actual and/or potential for adding value to the organization.
The employee groups are Superkeepers, those employees who greatly exceed expectations; Keepers, those employees who exceed organization expectations; Solid Citizens, those employees who meet organization expectations; and Misfits, those employees who are below organization
expectations. Poor allocation of compensation and training and development resources can lead to unwanted turnover and morale and performance problems, particularly in Superkeeper and Keeper groups.

The talent management process will fuel organization excellence by:

1. Identifying and creating a set of career paths, development, and reward plans for Superkeepers. This will ensure that high-quality role models will enable the organization to achieve and maintain superiority.

2. Identifying key positions and ensuring that associated voids are immediately addressed and that the quality of replacements is affirmed. This will ensure that organization continuity is not disrupted because of the loss of any individual.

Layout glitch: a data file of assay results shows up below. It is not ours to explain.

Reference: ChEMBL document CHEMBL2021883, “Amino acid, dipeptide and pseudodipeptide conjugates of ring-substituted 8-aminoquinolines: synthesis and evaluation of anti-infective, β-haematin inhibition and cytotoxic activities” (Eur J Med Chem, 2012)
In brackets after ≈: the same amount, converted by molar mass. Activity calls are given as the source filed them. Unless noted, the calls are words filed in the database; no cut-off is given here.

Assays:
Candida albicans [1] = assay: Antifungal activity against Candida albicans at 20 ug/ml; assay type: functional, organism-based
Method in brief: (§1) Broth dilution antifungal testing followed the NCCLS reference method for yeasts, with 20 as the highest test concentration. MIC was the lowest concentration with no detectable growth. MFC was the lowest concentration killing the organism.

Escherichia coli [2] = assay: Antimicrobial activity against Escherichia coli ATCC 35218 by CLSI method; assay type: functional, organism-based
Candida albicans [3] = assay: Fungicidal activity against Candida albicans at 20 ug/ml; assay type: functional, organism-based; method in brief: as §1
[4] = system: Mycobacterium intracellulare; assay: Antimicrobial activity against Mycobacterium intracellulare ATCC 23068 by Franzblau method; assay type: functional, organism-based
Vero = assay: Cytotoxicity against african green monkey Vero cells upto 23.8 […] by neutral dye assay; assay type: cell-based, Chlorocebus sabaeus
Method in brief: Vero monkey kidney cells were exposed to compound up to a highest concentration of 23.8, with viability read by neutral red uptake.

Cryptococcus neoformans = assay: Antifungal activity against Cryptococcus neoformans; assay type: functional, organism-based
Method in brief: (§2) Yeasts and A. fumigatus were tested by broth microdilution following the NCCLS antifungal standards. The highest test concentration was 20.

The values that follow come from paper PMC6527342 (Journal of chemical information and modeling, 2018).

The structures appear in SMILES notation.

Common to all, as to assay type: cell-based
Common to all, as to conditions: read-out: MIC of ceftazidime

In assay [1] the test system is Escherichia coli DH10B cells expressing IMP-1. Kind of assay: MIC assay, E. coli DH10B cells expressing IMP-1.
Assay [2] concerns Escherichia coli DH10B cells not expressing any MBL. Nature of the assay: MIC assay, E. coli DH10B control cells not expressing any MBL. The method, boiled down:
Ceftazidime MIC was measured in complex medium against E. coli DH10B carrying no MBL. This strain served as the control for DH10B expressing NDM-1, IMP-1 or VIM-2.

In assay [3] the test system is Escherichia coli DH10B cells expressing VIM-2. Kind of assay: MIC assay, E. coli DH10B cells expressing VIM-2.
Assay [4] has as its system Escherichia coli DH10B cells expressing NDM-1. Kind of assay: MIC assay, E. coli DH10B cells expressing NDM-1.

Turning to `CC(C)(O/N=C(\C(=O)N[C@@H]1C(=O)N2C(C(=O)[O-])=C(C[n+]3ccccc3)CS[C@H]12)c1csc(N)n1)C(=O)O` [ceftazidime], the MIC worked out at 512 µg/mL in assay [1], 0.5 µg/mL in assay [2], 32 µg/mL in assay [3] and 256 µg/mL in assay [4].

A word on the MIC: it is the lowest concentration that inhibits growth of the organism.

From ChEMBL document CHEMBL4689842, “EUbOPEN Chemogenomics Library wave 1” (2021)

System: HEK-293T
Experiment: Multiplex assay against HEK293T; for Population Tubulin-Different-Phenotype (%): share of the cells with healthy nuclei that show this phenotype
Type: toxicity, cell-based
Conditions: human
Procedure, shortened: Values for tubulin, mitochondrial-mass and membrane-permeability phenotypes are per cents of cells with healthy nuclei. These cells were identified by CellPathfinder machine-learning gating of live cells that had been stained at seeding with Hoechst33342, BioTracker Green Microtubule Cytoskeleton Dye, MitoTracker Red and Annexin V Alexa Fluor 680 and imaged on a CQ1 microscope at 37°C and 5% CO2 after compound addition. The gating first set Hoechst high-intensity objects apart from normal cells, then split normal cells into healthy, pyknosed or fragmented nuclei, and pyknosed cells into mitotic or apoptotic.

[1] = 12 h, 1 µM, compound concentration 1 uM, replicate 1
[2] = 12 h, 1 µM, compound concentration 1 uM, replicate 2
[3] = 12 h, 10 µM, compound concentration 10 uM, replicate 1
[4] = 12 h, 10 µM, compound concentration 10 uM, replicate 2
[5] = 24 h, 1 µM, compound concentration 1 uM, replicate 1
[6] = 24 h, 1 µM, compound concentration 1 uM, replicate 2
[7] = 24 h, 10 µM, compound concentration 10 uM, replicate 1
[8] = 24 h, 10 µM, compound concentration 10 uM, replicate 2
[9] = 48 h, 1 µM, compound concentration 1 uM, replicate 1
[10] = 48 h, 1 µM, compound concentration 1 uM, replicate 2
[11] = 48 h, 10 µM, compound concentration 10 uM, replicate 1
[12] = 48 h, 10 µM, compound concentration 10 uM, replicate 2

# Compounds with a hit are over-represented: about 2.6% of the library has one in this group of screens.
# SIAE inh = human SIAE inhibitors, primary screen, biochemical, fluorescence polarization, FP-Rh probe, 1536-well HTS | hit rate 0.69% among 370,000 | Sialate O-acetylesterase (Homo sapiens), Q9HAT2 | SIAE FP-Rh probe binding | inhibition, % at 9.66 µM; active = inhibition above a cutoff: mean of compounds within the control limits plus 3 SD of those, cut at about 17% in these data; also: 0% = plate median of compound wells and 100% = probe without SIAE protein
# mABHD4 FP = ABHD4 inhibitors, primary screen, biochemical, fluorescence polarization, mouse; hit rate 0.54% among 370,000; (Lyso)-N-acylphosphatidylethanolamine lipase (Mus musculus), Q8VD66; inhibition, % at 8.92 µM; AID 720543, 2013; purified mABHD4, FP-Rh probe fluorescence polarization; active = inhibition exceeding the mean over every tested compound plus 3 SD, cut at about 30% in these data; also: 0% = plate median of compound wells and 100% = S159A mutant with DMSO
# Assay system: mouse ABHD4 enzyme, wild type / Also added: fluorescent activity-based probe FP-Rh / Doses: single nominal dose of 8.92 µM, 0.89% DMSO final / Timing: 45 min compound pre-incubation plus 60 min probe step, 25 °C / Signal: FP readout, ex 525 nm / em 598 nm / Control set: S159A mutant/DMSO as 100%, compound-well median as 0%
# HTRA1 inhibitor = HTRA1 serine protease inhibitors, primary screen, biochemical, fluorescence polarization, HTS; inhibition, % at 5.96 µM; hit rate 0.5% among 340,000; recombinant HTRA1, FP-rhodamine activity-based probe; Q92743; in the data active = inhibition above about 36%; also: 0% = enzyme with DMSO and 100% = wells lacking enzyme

3. Segmenting the talent pool into each investment category (Superkeeper, Keeper, Solid Citizen, and Misfit) and managing the investment in each category appropriately.

Once an organization commits to excellence through the three outcomes stated above, it will need a carefully constructed human resources process that links together the core elements of human resources planning (the dots) and then joins them to strategies, policies, and action plans. Additionally, the process must be easily understood, credible, cost-effective, and time-efficient.